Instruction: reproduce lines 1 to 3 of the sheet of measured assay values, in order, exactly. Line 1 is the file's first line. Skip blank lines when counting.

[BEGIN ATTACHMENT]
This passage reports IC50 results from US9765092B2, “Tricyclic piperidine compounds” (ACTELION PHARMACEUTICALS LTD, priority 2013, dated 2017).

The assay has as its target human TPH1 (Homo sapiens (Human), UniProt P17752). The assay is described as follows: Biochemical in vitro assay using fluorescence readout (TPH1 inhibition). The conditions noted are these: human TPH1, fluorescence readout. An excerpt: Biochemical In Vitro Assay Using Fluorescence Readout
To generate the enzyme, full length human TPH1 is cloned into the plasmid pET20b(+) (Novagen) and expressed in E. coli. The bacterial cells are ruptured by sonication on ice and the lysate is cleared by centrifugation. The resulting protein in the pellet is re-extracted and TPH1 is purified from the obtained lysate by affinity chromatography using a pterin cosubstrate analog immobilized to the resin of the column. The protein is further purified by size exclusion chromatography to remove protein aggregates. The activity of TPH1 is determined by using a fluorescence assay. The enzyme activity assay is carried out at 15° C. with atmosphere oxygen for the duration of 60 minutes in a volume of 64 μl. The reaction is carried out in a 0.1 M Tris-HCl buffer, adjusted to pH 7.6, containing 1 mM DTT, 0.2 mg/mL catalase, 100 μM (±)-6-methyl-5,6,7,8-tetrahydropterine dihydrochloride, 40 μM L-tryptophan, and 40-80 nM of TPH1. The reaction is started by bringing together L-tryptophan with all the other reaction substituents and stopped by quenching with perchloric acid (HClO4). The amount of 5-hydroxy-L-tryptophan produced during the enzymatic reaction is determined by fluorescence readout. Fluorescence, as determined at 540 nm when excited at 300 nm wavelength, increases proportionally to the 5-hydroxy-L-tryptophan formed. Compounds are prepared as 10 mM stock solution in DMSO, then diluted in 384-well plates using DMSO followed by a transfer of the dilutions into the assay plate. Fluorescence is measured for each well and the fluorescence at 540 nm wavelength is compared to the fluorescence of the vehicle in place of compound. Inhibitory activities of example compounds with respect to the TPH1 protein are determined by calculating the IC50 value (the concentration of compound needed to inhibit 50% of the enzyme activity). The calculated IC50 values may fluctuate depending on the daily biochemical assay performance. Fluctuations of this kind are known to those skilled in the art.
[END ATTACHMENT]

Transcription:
This passage reports IC50 results from US9765092B2, “Tricyclic piperidine compounds” (ACTELION PHARMACEUTICALS LTD, priority 2013, dated 2017).

The assay has as its target human TPH1 (Homo sapiens (Human), UniProt P17752). The assay is described as follows: Biochemical in vitro assay using fluorescence readout (TPH1 inhibition). The conditions noted are these: human TPH1, fluorescence readout. An excerpt: Biochemical In Vitro Assay Using Fluorescence Readout
To generate the enzyme, full length human TPH1 is cloned into the plasmid pET20b(+) (Novagen) and expressed in E. coli. The bacterial cells are ruptured by sonication on ice and the lysate is cleared by centrifugation. The resulting protein in the pellet is re-extracted and TPH1 is purified from the obtained lysate by affinity chromatography using a pterin cosubstrate analog immobilized to the resin of the column. The protein is further purified by size exclusion chromatography to remove protein aggregates. The activity of TPH1 is determined by using a fluorescence assay. The enzyme activity assay is carried out at 15° C. with atmosphere oxygen for the duration of 60 minutes in a volume of 64 μl. The reaction is carried out in a 0.1 M Tris-HCl buffer, adjusted to pH 7.6, containing 1 mM DTT, 0.2 mg/mL catalase, 100 μM (±)-6-methyl-5,6,7,8-tetrahydropterine dihydrochloride, 40 μM L-tryptophan, and 40-80 nM of TPH1. The reaction is started by bringing together L-tryptophan with all the other reaction substituents and stopped by quenching with perchloric acid (HClO4). The amount of 5-hydroxy-L-tryptophan produced during the enzymatic reaction is determined by fluorescence readout. Fluorescence, as determined at 540 nm when excited at 300 nm wavelength, increases proportionally to the 5-hydroxy-L-tryptophan formed. Compounds are prepared as 10 mM stock solution in DMSO, then diluted in 384-well plates using DMSO followed by a transfer of the dilutions into the assay plate. Fluorescence is measured for each well and the fluorescence at 540 nm wavelength is compared to the fluorescence of the vehicle in place of compound. Inhibitory activities of example compounds with respect to the TPH1 protein are determined by calculating the IC50 value (the concentration of compound needed to inhibit 50% of the enzyme activity). The calculated IC50 values may fluctuate depending on the daily biochemical assay performance. Fluctuations of this kind are known to those skilled in the art.